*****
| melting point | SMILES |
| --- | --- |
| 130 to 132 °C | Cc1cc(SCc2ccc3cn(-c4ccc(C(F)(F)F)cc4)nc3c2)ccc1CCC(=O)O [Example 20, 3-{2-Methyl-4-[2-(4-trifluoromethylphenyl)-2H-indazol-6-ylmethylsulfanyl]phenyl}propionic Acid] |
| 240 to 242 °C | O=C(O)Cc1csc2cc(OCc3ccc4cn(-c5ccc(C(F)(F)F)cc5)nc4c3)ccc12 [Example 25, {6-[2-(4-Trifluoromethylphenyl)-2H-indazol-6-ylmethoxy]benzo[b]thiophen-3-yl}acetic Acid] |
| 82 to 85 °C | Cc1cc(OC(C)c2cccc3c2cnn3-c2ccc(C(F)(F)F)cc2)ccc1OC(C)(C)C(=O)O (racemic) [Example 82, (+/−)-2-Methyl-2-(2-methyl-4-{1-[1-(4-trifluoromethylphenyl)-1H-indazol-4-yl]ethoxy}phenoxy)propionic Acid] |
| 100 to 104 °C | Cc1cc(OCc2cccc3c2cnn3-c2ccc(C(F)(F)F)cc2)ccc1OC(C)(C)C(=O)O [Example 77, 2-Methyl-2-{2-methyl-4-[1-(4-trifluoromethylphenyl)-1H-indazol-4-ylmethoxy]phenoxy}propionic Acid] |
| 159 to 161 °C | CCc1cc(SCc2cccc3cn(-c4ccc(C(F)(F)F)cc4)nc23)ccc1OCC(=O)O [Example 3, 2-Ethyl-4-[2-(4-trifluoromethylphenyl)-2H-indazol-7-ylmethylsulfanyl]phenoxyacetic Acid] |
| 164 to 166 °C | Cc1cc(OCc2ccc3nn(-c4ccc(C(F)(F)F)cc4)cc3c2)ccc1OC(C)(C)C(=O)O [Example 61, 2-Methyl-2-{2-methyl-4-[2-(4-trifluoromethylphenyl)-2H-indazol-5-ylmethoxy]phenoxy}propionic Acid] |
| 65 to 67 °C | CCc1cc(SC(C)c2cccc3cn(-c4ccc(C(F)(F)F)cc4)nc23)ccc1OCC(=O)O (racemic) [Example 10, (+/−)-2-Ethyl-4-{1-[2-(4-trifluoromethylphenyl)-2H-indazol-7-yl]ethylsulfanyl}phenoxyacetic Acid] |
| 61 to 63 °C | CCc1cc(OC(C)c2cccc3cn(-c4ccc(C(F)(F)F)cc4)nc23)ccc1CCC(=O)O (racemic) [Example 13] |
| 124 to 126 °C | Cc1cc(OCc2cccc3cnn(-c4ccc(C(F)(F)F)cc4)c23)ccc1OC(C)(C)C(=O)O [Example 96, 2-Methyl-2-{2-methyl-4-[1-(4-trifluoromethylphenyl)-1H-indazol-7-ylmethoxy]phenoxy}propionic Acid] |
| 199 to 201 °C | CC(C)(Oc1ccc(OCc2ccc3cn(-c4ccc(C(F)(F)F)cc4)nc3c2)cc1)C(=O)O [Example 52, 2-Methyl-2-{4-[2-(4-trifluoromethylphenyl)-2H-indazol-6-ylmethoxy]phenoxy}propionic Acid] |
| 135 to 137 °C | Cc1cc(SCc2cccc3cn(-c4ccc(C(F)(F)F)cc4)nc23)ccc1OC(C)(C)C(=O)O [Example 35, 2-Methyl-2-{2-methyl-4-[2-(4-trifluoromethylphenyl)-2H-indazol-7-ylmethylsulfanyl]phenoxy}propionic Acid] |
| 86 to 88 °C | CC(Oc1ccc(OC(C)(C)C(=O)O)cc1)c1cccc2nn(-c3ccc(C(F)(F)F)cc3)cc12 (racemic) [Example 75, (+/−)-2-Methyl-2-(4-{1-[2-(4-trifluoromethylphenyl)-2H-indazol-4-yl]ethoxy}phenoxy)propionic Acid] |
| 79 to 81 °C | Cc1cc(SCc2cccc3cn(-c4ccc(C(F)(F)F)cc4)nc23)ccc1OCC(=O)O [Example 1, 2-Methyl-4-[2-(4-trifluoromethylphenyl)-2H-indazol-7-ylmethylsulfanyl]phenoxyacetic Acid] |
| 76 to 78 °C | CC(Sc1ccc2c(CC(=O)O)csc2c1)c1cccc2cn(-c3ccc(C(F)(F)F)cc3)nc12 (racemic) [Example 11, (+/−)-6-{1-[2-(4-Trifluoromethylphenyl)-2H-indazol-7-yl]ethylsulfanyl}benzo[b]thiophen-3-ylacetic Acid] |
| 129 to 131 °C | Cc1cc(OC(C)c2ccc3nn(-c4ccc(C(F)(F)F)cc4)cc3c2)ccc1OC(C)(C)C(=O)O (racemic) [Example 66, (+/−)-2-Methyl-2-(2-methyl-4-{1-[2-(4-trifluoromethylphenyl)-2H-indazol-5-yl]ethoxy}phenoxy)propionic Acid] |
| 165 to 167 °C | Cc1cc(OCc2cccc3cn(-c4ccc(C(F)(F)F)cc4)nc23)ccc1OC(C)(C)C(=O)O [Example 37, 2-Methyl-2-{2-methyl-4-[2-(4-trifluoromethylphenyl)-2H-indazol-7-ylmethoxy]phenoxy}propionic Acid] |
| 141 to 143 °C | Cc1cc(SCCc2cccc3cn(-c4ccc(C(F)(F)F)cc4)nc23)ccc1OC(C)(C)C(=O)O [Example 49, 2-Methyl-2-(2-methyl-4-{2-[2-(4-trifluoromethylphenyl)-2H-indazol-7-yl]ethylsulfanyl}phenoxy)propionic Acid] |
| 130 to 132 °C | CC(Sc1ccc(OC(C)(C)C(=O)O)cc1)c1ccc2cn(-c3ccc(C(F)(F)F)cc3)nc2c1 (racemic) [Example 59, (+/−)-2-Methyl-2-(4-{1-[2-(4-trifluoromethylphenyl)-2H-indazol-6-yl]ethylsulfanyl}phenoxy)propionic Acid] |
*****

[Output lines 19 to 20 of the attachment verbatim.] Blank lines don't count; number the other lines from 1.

| 141 to 143 °C | Cc1cc(SCCc2cccc3cn(-c4ccc(C(F)(F)F)cc4)nc23)ccc1OC(C)(C)C(=O)O [Example 49, 2-Methyl-2-(2-methyl-4-{2-[2-(4-trifluoromethylphenyl)-2H-indazol-7-yl]ethylsulfanyl}phenoxy)propionic Acid] |
| 130 to 132 °C | CC(Sc1ccc(OC(C)(C)C(=O)O)cc1)c1ccc2cn(-c3ccc(C(F)(F)F)cc3)nc2c1 (racemic) [Example 59, (+/−)-2-Methyl-2-(4-{1-[2-(4-trifluoromethylphenyl)-2H-indazol-6-yl]ethylsulfanyl}phenoxy)propionic Acid] |